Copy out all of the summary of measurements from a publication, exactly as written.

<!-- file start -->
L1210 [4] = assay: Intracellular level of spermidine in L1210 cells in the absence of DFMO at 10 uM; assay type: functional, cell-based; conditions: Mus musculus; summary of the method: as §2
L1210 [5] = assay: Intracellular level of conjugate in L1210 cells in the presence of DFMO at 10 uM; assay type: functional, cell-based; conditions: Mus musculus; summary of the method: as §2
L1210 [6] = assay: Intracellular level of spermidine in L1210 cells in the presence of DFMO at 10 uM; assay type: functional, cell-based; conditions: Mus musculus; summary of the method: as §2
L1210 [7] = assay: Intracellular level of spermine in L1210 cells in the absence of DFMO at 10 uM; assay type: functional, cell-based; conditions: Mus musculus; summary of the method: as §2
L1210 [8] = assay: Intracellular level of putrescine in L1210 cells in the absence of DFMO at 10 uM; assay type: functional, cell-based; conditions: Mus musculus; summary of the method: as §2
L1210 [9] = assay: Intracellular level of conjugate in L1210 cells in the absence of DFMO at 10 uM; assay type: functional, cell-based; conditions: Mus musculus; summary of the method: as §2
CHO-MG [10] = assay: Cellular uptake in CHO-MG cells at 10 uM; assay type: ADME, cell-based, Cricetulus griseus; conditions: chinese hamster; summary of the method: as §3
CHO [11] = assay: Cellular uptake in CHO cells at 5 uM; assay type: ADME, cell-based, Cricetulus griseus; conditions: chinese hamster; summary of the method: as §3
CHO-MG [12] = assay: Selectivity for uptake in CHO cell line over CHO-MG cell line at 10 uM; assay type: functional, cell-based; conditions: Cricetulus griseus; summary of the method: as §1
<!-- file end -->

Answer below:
L1210 [4] = assay: Intracellular level of spermidine in L1210 cells in the absence of DFMO at 10 uM; assay type: functional, cell-based; conditions: Mus musculus; summary of the method: as §2
L1210 [5] = assay: Intracellular level of conjugate in L1210 cells in the presence of DFMO at 10 uM; assay type: functional, cell-based; conditions: Mus musculus; summary of the method: as §2
L1210 [6] = assay: Intracellular level of spermidine in L1210 cells in the presence of DFMO at 10 uM; assay type: functional, cell-based; conditions: Mus musculus; summary of the method: as §2
L1210 [7] = assay: Intracellular level of spermine in L1210 cells in the absence of DFMO at 10 uM; assay type: functional, cell-based; conditions: Mus musculus; summary of the method: as §2
L1210 [8] = assay: Intracellular level of putrescine in L1210 cells in the absence of DFMO at 10 uM; assay type: functional, cell-based; conditions: Mus musculus; summary of the method: as §2
L1210 [9] = assay: Intracellular level of conjugate in L1210 cells in the absence of DFMO at 10 uM; assay type: functional, cell-based; conditions: Mus musculus; summary of the method: as §2
CHO-MG [10] = assay: Cellular uptake in CHO-MG cells at 10 uM; assay type: ADME, cell-based, Cricetulus griseus; conditions: chinese hamster; summary of the method: as §3
CHO [11] = assay: Cellular uptake in CHO cells at 5 uM; assay type: ADME, cell-based, Cricetulus griseus; conditions: chinese hamster; summary of the method: as §3
CHO-MG [12] = assay: Selectivity for uptake in CHO cell line over CHO-MG cell line at 10 uM; assay type: functional, cell-based; conditions: Cricetulus griseus; summary of the method: as §1